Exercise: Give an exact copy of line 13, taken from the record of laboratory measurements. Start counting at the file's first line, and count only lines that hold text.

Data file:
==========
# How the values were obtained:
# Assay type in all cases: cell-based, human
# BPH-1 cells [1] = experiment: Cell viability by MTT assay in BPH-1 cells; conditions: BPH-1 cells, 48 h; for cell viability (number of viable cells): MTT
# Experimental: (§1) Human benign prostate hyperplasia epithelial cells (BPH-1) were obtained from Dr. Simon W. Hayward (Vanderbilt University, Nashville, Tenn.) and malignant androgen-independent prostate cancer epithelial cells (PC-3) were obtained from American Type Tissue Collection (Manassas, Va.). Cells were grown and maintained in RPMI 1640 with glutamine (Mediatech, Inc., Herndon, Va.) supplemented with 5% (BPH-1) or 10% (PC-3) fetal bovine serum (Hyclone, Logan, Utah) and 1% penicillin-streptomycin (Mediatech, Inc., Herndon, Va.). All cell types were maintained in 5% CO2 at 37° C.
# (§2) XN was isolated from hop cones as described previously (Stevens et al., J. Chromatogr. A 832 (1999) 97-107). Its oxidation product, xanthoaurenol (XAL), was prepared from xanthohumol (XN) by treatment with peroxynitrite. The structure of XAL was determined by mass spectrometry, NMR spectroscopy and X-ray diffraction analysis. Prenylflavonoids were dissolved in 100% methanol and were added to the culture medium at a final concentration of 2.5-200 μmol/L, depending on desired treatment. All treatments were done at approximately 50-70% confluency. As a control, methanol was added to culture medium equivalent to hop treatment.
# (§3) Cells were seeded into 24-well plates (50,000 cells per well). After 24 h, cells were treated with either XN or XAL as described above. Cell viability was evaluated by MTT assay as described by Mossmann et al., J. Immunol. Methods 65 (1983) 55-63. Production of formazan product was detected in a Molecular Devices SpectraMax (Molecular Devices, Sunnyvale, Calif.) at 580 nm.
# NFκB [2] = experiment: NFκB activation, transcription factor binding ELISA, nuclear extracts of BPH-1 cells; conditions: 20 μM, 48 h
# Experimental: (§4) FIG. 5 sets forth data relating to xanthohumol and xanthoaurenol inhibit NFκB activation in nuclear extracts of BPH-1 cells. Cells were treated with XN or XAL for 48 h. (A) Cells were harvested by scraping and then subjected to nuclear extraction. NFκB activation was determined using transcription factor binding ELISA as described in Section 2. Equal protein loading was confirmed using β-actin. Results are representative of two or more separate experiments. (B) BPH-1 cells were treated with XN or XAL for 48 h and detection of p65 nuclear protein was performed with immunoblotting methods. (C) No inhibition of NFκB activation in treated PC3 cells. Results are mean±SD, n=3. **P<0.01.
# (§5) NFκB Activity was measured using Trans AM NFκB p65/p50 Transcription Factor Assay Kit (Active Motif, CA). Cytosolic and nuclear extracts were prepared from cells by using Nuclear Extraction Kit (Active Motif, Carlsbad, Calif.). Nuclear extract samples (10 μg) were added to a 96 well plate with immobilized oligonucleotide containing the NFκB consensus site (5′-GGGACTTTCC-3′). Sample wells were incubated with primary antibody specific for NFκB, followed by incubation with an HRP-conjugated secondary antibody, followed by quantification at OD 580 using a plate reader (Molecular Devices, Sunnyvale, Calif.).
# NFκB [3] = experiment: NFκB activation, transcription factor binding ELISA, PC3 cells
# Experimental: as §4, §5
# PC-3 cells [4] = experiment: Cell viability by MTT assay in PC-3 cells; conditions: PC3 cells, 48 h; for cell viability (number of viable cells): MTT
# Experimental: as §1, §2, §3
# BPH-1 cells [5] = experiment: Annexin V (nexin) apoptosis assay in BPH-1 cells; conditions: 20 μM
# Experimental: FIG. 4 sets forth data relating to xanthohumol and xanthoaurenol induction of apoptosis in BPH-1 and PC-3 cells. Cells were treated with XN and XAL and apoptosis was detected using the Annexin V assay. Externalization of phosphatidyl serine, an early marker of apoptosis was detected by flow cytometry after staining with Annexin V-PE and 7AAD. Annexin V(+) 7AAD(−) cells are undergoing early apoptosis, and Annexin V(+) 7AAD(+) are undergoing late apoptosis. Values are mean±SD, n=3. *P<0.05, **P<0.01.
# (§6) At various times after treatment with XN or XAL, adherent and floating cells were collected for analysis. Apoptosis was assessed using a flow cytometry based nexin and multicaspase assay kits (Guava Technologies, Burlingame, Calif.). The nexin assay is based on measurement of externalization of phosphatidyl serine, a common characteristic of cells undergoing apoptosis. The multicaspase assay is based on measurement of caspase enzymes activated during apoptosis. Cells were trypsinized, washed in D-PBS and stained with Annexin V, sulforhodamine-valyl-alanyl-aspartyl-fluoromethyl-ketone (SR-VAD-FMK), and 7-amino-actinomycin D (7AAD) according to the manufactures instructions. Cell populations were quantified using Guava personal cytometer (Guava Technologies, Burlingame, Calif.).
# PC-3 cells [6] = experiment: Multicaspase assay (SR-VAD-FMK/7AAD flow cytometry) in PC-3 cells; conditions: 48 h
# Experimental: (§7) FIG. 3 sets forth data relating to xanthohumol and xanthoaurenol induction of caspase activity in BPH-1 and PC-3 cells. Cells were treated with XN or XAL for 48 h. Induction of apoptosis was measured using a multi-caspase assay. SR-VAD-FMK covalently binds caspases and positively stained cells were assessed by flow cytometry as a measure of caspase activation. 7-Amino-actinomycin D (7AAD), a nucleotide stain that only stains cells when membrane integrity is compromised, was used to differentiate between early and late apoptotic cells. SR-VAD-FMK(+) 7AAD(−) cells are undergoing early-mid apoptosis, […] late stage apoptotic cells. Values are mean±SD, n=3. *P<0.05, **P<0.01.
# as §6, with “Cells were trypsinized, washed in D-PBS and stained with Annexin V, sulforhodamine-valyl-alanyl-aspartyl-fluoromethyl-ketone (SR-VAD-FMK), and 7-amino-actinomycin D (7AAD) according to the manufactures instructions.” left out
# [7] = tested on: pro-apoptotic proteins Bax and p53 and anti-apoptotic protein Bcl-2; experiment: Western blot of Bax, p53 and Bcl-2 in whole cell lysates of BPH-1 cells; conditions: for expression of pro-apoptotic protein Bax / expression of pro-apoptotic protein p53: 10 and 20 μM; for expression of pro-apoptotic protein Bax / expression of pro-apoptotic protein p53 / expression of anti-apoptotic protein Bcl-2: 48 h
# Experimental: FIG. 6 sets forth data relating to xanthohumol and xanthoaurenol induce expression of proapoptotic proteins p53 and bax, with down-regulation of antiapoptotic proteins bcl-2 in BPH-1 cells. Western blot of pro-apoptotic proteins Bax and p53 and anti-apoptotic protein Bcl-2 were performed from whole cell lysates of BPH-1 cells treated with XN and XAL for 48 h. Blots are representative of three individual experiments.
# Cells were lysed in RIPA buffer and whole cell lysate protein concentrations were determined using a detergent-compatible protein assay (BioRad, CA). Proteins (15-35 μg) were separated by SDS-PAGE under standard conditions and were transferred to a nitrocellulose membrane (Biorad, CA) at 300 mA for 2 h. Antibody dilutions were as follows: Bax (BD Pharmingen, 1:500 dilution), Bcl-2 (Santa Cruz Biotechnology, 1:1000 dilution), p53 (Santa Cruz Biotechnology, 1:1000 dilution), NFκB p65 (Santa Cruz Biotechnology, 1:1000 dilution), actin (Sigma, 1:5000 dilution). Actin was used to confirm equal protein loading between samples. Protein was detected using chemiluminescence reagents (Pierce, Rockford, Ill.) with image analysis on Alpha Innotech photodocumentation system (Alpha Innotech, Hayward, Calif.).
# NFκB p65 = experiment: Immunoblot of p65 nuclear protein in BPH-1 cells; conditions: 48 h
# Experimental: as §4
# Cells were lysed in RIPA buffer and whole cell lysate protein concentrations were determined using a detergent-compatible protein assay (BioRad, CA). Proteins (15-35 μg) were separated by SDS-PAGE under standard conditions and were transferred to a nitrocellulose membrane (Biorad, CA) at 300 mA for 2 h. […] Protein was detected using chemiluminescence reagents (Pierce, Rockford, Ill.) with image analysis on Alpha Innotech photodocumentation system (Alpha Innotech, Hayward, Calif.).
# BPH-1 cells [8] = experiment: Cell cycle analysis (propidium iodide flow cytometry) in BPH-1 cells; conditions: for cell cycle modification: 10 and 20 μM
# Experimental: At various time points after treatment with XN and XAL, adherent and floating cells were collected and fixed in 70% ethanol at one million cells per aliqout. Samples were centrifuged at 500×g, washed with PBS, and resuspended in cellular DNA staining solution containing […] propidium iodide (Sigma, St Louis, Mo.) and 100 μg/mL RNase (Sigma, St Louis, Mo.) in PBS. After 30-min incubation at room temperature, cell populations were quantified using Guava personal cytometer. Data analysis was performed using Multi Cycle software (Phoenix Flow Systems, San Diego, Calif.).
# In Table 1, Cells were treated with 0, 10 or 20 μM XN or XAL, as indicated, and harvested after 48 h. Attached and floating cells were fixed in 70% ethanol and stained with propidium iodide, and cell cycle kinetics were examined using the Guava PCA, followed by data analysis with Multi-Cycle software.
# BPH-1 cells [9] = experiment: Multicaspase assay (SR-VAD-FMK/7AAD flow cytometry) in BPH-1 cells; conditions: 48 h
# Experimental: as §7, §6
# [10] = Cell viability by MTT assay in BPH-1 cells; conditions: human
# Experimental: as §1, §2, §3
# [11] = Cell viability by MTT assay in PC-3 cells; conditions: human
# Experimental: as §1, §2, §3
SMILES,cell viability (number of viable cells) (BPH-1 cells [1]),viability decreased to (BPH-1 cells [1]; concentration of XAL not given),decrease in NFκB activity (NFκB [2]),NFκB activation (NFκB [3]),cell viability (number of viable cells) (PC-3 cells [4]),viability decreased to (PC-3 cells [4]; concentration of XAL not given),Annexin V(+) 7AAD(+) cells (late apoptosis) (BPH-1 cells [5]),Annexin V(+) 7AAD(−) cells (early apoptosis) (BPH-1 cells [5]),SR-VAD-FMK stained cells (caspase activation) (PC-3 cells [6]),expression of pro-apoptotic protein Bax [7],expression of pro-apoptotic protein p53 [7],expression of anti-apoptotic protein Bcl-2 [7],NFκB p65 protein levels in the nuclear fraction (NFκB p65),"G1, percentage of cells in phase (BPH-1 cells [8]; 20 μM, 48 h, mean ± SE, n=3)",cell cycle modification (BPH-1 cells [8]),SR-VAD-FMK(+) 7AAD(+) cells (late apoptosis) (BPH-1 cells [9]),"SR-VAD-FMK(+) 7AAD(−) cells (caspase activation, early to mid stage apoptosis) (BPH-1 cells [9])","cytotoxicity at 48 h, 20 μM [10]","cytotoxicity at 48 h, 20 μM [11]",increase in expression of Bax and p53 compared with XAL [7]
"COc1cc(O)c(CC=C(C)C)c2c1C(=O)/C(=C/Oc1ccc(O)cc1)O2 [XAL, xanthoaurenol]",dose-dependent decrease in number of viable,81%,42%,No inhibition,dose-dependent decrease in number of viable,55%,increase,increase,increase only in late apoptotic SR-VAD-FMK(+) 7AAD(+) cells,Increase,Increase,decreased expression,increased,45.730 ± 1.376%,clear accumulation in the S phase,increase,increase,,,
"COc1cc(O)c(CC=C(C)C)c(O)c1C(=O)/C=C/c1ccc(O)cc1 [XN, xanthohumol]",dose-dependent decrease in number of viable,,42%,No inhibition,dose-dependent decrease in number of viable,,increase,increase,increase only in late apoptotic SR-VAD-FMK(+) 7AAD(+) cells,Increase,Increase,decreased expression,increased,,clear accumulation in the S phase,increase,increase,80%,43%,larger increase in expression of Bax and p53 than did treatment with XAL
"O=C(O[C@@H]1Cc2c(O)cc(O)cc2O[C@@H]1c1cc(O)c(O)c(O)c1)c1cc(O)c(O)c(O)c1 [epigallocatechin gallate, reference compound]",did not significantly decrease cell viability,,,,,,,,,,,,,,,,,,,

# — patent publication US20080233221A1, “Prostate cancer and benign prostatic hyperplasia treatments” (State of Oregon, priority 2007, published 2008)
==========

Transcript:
# Experimental: as §1, §2, §3